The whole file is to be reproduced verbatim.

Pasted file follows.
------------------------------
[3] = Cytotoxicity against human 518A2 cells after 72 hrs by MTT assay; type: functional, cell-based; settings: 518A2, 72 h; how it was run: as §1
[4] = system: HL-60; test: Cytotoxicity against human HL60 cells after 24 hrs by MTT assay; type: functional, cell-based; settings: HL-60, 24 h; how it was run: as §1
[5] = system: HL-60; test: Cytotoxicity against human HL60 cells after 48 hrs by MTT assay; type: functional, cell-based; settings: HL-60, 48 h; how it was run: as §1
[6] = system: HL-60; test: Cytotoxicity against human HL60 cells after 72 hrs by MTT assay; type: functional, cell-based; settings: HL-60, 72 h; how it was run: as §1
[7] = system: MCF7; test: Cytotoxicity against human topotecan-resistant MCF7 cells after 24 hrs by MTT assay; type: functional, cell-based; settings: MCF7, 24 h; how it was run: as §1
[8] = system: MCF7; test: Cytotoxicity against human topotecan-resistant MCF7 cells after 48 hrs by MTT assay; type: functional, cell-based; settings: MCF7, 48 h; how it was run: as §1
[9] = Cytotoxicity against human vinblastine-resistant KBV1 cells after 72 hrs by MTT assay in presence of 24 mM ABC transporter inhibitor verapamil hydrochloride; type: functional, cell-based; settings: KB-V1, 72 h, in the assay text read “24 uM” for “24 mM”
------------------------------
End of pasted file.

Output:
[3] = Cytotoxicity against human 518A2 cells after 72 hrs by MTT assay; type: functional, cell-based; settings: 518A2, 72 h; how it was run: as §1
[4] = system: HL-60; test: Cytotoxicity against human HL60 cells after 24 hrs by MTT assay; type: functional, cell-based; settings: HL-60, 24 h; how it was run: as §1
[5] = system: HL-60; test: Cytotoxicity against human HL60 cells after 48 hrs by MTT assay; type: functional, cell-based; settings: HL-60, 48 h; how it was run: as §1
[6] = system: HL-60; test: Cytotoxicity against human HL60 cells after 72 hrs by MTT assay; type: functional, cell-based; settings: HL-60, 72 h; how it was run: as §1
[7] = system: MCF7; test: Cytotoxicity against human topotecan-resistant MCF7 cells after 24 hrs by MTT assay; type: functional, cell-based; settings: MCF7, 24 h; how it was run: as §1
[8] = system: MCF7; test: Cytotoxicity against human topotecan-resistant MCF7 cells after 48 hrs by MTT assay; type: functional, cell-based; settings: MCF7, 48 h; how it was run: as §1
[9] = Cytotoxicity against human vinblastine-resistant KBV1 cells after 72 hrs by MTT assay in presence of 24 mM ABC transporter inhibitor verapamil hydrochloride; type: functional, cell-based; settings: KB-V1, 72 h, in the assay text read “24 uM” for “24 mM”